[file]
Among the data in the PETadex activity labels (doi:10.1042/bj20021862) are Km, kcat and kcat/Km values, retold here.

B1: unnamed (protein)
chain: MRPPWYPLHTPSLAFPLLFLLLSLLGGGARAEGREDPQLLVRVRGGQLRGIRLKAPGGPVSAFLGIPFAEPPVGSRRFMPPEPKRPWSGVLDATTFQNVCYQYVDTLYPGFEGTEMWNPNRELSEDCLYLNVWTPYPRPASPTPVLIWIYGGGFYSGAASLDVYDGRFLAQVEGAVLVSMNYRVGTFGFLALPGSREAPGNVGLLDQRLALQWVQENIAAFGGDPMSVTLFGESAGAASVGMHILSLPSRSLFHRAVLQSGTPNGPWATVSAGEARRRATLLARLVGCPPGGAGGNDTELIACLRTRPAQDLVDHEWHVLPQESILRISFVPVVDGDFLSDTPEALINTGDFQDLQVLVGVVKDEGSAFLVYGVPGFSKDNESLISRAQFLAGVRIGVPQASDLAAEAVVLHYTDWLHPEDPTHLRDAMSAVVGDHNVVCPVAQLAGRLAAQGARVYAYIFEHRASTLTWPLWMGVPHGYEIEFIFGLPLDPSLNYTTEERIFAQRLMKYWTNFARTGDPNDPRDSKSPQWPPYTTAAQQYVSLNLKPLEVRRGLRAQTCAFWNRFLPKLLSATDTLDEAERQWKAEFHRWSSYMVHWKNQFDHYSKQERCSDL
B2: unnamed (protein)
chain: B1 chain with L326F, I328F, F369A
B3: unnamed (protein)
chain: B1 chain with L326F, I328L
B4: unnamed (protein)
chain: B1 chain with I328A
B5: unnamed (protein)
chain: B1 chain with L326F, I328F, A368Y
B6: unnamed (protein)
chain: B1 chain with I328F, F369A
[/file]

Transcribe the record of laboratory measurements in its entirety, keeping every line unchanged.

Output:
Among the data in the PETadex activity labels (doi:10.1042/bj20021862) are Km, kcat and kcat/Km values, retold here.

B1: unnamed (protein)
chain: MRPPWYPLHTPSLAFPLLFLLLSLLGGGARAEGREDPQLLVRVRGGQLRGIRLKAPGGPVSAFLGIPFAEPPVGSRRFMPPEPKRPWSGVLDATTFQNVCYQYVDTLYPGFEGTEMWNPNRELSEDCLYLNVWTPYPRPASPTPVLIWIYGGGFYSGAASLDVYDGRFLAQVEGAVLVSMNYRVGTFGFLALPGSREAPGNVGLLDQRLALQWVQENIAAFGGDPMSVTLFGESAGAASVGMHILSLPSRSLFHRAVLQSGTPNGPWATVSAGEARRRATLLARLVGCPPGGAGGNDTELIACLRTRPAQDLVDHEWHVLPQESILRISFVPVVDGDFLSDTPEALINTGDFQDLQVLVGVVKDEGSAFLVYGVPGFSKDNESLISRAQFLAGVRIGVPQASDLAAEAVVLHYTDWLHPEDPTHLRDAMSAVVGDHNVVCPVAQLAGRLAAQGARVYAYIFEHRASTLTWPLWMGVPHGYEIEFIFGLPLDPSLNYTTEERIFAQRLMKYWTNFARTGDPNDPRDSKSPQWPPYTTAAQQYVSLNLKPLEVRRGLRAQTCAFWNRFLPKLLSATDTLDEAERQWKAEFHRWSSYMVHWKNQFDHYSKQERCSDL
B2: unnamed (protein)
chain: B1 chain with L326F, I328F, F369A
B3: unnamed (protein)
chain: B1 chain with L326F, I328L
B4: unnamed (protein)
chain: B1 chain with I328A
B5: unnamed (protein)
chain: B1 chain with L326F, I328F, A368Y
B6: unnamed (protein)
chain: B1 chain with I328F, F369A